Cannabidiol (CBD) is a component found in the cannabis plant that can be taken safely and legally as a natural supplement. Our products contain CBD but they are not intoxicating and do not get you high, and they work directly on your body’s endocannabinoid system.
What is CBD?
Cannabidiol (also known as CBD) is one of over 85 cannabinoid compounds found in the cannabis plant and along with THC, it is the most prominent one. Most people are aware of the effects of cannabis, and this can lead to confusion surrounding CBD and products that contain it. CBD does not get you high or intoxicated, as it doesn’t bind to particular CB1 or CB2 nerve receptors in your brain. It’s THC (the illegal part) that affects you in this way and given that all of the CBD products listed at UK Meds contain less than 0.06%, you are not at any risk of them influencing you like this.
What is the Endocannabinoid system?
Your body contains many different systems that perform different functions; your digestive system, your respiratory system, your reproductive system. But one of the lesser known networks in your body is the endocannabinoid system. The ‘cannabinoid’ part of the word comes from cannabis, while the ‘endo’ part is short for endogenous, which means that cannabis-like substances are produced naturally inside your body.
The system is made up of endocannabinoids, receptors for them all around your body, and enzymes that help to break them down. These receptors are responsible for maintenance in our bodies basically. The body has a lot of clever ways of keeping things ‘just so’; if we are too hot then the body triggers sweat to cool us down, if we are dehydrated then the body triggers thirst to tell us to drink, if we need sleep then the body triggers melatonin to make us feel tired. All of these different signals and functions are carried out by the ECS system, which is done via cannabinoid receptors.
These receptors can be split into two different categories; CB1 and CB2. CB1 receptors are found in the central nervous system, (the brain and nerves of the spinal cord), while CB2 receptors are found in the peripheral nervous system, the digestive system and cells in the immune system.
Using these plentiful receptors, the ECS is a major player in a lot of important functions including inflammation, pain, motor control and immune function. The receptors in your digestive system are responsible for appetite and digestion, while the receptors in your brain control mood, memory and sleep. The endocannabinoid system is a very precise one, and each receptor only activates a certain function. This means that if the receptors sense you are too hot, it won’t initiate functions in your digestive system - only the response that’s necessary is activated.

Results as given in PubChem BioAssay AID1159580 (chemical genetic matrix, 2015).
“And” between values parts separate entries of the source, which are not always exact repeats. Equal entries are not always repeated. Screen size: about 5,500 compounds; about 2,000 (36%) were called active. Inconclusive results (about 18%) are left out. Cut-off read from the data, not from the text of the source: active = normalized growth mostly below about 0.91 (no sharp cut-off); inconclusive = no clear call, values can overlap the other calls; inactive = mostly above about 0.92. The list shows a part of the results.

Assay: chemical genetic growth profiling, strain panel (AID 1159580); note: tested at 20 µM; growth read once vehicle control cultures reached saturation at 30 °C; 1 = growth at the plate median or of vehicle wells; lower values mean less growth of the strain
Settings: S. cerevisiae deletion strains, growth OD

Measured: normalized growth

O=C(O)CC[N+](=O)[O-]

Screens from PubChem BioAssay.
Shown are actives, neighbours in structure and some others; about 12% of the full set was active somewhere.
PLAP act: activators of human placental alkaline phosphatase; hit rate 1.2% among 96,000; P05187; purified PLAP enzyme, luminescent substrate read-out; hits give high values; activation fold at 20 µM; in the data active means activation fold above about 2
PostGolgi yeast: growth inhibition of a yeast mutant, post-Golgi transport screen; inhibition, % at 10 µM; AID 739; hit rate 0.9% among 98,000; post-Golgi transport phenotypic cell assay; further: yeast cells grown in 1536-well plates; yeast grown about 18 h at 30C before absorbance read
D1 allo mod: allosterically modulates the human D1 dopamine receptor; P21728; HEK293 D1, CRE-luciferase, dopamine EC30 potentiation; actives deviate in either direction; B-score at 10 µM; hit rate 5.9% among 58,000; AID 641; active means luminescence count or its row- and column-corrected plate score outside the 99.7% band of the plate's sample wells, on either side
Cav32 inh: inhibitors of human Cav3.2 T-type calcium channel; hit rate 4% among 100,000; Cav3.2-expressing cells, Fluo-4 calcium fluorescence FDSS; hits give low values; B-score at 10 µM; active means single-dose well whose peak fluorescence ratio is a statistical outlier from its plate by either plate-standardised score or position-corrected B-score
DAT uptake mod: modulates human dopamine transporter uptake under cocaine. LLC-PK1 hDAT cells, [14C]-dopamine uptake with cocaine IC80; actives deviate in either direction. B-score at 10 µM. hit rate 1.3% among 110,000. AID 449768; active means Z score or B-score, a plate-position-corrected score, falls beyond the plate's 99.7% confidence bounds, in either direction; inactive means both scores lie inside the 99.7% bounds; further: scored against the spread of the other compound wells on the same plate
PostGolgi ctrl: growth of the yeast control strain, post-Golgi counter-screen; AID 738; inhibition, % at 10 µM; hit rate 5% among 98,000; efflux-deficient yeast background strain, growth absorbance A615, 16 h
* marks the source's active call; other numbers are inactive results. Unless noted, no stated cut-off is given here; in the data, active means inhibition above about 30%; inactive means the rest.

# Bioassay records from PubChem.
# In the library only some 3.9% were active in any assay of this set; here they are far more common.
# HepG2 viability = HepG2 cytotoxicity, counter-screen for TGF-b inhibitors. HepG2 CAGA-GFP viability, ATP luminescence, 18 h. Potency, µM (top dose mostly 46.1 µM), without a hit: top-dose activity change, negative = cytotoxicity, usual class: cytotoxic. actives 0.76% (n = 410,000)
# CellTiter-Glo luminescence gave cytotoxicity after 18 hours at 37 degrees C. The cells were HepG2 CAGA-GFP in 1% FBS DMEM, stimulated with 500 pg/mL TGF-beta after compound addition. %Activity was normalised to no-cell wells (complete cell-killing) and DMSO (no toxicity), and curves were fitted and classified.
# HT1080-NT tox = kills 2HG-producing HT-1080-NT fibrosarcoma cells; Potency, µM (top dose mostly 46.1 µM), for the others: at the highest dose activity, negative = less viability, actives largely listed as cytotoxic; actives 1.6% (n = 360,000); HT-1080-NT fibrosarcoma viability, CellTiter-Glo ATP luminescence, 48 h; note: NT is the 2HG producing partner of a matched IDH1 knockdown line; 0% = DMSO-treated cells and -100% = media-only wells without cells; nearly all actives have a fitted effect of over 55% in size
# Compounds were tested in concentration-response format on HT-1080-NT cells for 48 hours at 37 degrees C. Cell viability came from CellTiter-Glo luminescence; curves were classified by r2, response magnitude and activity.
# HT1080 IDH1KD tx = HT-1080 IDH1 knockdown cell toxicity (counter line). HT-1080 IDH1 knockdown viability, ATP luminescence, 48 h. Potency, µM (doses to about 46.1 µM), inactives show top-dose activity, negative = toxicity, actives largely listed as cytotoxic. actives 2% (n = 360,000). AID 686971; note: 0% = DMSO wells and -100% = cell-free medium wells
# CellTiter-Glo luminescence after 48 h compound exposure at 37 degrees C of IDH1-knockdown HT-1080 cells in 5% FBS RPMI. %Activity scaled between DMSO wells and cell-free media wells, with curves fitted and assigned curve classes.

Once this has happened, the enzymes (the third part of the system) come along to break down the endocannabinoids and stop the function from going too far. For example, if you are too hot, the endocannabinoids will cool you down to your normal temperature, and then the enzymes will break them down to prevent it from going in the opposite direction (ie, you become cold).
Any deficiencies or malfunctions within the endocannabinoid system can lead to ailments like migraines and irritable bowel syndrome (IBS), as well as neurological conditions like Parkinson’s and Alzheimer’s.
How does CBD work?
In much the same way that our endocannabinoid system responds to our self-produced cannabinoids, it also responds to external cannabinoids. External cannabinoids, such as CBD, attach themselves to your CB1 and CB2 receptors and mimic your body’s natural process.
THC is another external cannabinoid that works in this way, but this is the one that gives you a high. The reason this happens is that it attaches to CB1 receptor in your brain; the same receptor that is normally paired with your own endocannabinoid, anandamide. This chemical gives you a calming effect but the reason that you don’t get that same high feeling naturally is because your enzymes break anandamide down before it can create this; a function they’re not capable of when dealing with external cannabinoids like THC.
CBD also has an effect on the anandamide in your brain, but it stops your body’s enzyme from breaking it down, meaning that effects of the natural chemical last longer. CBD can also attach to a number of other CB1 and CB2 receptors in your body.
When it comes to products that contain CBD, there are two different types; full spectrum or CBD-only. Full spectrum oils, capsules and vape liquids contain various compounds from the cannabis plant, including very small amounts of THC. Despite the negative connotations surrounding THC, full spectrum products are usually preferred over CBD-only ones as CBD and THC interact synergistically.
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